What Looked Like a Mysterious Decision By the Current Justice Department Was a Predictable One By the Previous

·1-min read
Photo credit: Roy Rochlin - Getty Images
Photo credit: Roy Rochlin - Getty Images

On Monday, here in the shebeen, we discussed a decision by the Department of Justice not to prosecute Wilbur Ross, the occasionally narcoleptic Secretary of Commerce in the last administration*, for fudging, at best, his testimony in front of Congress regarding the possible addition of a citizenship question to the 2020 Census. This was drawn from an Associated Press dispatch, and we discussed it in the context of current Attorney General Merrick Garland’s seeming reluctance to hold any of the miscreant employees of Camp Runamuck to legal account. (We still hold this position, by the way.) We also discussed why “Looking Forward, Not Back” has proven to be a catastrophic strategy over the past several decades.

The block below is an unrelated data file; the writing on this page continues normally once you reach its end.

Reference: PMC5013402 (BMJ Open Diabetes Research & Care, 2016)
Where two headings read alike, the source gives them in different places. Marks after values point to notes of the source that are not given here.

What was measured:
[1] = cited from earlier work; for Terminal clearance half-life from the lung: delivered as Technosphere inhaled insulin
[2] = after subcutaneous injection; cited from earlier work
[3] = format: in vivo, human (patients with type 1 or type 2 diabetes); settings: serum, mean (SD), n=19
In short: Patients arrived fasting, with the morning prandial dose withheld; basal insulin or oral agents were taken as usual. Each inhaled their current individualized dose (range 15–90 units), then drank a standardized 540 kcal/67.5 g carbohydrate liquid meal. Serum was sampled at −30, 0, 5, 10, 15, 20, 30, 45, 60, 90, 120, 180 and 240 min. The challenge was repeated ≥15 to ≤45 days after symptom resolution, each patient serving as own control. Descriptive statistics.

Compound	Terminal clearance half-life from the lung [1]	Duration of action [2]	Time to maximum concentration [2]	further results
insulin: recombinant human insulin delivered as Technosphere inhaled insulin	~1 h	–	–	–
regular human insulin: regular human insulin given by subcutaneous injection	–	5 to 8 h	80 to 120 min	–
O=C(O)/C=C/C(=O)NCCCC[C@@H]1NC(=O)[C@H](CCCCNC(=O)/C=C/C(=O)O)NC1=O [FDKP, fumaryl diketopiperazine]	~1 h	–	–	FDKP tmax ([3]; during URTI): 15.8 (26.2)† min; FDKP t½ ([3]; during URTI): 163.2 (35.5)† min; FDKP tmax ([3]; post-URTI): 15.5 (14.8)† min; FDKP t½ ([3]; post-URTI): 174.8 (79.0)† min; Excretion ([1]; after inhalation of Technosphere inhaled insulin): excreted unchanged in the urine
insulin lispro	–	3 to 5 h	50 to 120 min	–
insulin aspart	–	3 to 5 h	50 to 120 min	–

On Tuesday morning, the AP attached the following correction to the story in question.

This story has been corrected to reflect that the decision not to prosecute Ross was made by the Department of Justice during the Trump administration, not the Biden administration.

As it turns out, what the AP told us was a mysterious decision by the current DOJ was really a completely predictable and typical decision by the previous one, where in dozens of shovels were employed for four years turning over the soil in a garden of noxious weeds. Apologies to the company for passing along the bad info.

You Might Also Like

Our goal is to create a safe and engaging place for users to connect over interests and passions. In order to improve our community experience, we are temporarily suspending article commenting